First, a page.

What happens when a mother dies? In poorer parts of the world — like the highlands of Papua, Indonesia — a mother’s death can be especially devastating to her family’s livelihood and survival.
And in 2015, 760 mothers-to-be died every day.
This International Women’s Day, let’s #BeBoldforChange by helping to ensure that poor mothers survive childbirth.
* * *
“On my way back home from the hospital, I just kept thinking … How am I going to tell my children, their mother and baby brother died?” Ekari’s husband lamented. “I do not understand why.”
During 2015 alone, more than 275,000 pregnant women died while giving birth, which is 760 mothers-to-be every single day. One of those deaths occurred in the city of Jayawijaya, located deep in the highlands of Papua, Indonesia, home to the Dani tribe.
Ekari was a young woman, a mother of two precious little girls, anxiously expecting her third and last child. She was hoping for a boy. One early and hot morning, she woke up to the pains of delivery. While her husband ran outside and called the local midwife, Ekari got her two little girls ready for school. She dreamed of a better life for her girls through education.
When the midwife came, an hour later, her pains had increase in magnitude and frequency, promising a rapid and normal delivery. As the sun came down 12 hours later, she found herself exhausted and without her baby. The midwife told Ekari’s husband to take her to the hospital, as something was wrong with the delivery process. Immediately, he arranged and paid for transport, and they traveled to the hospital.
But like many health institutions in poor regions, the hospital was understaffed and lacked drugs, an adequate blood bank, and the equipment needed to provide care for obstetric emergencies. An unjust 99% of maternal deaths occur in poor countries. Because Ekari could not access adequate care, her uterus ruptured and she bled to death. Her baby did not survive.
But what happens when a mother dies? Grief, sorrow, loss, anger, fear? In our western culture, probably all of the above. But in poor countries, there are also social and economic consequences, both for her immediate family and for the community as a whole. Recent research conducted by several academic institutions — such as Harvard’s FXB Center for Health and Human Rights — have found that a mother’s loss can devastate the livelihoods, quality of life, and the survival chances of those she leaves behind.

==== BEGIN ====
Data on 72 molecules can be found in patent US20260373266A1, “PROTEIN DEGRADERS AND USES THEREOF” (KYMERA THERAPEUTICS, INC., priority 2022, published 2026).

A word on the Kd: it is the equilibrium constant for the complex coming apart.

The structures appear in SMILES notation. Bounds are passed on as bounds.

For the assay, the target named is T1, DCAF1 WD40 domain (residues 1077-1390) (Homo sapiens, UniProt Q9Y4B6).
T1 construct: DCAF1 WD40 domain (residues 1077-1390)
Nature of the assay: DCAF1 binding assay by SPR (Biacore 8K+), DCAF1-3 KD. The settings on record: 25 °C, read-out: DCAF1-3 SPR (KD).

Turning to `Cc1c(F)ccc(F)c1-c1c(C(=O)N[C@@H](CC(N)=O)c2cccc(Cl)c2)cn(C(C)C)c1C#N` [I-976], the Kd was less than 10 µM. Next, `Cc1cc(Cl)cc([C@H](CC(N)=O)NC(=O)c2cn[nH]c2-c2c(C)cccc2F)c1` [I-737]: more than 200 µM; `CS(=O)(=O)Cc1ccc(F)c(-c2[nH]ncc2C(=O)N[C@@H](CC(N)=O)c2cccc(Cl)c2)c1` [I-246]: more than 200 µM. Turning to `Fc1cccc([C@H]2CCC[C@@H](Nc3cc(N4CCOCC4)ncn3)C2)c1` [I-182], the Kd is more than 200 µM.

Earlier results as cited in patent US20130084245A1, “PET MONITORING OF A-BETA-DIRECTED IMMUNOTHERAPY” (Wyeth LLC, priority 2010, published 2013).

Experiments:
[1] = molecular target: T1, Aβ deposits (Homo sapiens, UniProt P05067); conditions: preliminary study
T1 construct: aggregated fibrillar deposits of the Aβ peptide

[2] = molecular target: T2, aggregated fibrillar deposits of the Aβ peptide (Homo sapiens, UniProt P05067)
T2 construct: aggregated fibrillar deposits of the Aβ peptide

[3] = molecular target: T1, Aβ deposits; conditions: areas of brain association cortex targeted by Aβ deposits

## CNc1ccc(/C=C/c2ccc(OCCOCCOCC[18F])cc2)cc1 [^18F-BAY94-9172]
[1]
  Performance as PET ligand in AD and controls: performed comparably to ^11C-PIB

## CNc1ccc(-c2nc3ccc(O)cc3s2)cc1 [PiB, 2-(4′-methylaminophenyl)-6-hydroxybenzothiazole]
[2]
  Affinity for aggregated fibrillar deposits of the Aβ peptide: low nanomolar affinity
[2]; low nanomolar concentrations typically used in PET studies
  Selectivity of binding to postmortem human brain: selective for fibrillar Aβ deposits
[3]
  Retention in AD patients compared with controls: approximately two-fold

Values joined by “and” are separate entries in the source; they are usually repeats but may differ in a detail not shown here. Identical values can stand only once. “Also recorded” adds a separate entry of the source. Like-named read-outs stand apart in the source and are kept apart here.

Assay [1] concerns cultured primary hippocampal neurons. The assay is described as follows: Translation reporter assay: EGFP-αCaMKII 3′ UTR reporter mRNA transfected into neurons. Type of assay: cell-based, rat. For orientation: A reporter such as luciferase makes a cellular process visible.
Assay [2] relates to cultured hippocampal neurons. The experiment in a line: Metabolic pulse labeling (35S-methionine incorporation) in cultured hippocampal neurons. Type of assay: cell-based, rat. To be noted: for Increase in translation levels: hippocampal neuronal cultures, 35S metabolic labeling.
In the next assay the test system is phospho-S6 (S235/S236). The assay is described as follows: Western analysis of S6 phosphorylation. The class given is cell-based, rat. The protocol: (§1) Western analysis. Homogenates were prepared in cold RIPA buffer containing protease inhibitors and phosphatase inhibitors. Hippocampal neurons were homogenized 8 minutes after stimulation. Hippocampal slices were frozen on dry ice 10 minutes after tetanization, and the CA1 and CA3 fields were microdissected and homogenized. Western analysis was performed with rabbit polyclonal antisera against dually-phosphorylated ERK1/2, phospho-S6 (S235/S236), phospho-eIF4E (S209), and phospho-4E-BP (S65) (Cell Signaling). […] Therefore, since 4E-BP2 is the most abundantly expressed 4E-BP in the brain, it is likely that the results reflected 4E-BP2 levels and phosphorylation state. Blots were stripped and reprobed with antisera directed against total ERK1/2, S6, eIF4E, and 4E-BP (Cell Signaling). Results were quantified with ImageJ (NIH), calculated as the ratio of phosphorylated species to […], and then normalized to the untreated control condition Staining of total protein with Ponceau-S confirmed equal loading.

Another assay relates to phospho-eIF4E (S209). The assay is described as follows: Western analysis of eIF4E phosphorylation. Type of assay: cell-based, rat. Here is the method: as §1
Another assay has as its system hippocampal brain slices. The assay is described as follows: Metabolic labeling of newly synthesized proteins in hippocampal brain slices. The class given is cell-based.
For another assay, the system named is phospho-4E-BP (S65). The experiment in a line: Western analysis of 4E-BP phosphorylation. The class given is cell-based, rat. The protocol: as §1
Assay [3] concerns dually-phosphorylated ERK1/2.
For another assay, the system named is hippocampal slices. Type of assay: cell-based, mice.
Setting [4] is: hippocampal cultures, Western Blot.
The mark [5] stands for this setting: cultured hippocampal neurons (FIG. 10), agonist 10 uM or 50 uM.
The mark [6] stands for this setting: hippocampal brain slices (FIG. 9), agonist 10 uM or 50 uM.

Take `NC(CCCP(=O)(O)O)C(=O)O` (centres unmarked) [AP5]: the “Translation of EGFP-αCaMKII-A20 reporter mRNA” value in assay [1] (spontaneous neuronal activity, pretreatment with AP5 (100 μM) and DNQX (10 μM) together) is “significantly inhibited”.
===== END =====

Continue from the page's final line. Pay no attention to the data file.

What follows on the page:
When a mother dies, negative financial, educational, and survival consequences are interlinked and intergenerational. And in a world with rapacious wealth inequity, we can expect many more stories like Ekari’s.
The truth is that Ekari and her baby died because they were poor.
At World Vision, it breaks our hearts to see women lose their lives in childbirth. We have programs all over the world battling this inequality: from health system strengthening, which ensures health workers have the knowledge and supplies they need, to timed and targeted counseling, which empowers mothers to take care of themselves and their babies during pregnancy and infancy.
In Indonesia, when I met Ekari’s husband, I was visiting Traction, a project funded by USAID, where World Vision works with University Research Co. Traction is focused on helping to reinforce the health system in Ekari’s community and others by training health staff on emergency obstetric care so they can save mothers and babies from dying needlessly in the future.
The theme for International Women’s Day today is to “Be Bold for Change” — we want to change the reality for poor mothers. That’s why in 2015 we equipped more than 220,000 community health workers, those on the frontlines. And we’re working with governments to improve their healthcare systems. We also help mothers and fathers learn how to best care for themselves and their children.
And we’re partnering to do this with bold people like you who call for change.
Alfonso Rosales is World Vision’s senior technical advisor for maternal, newborn, and child health.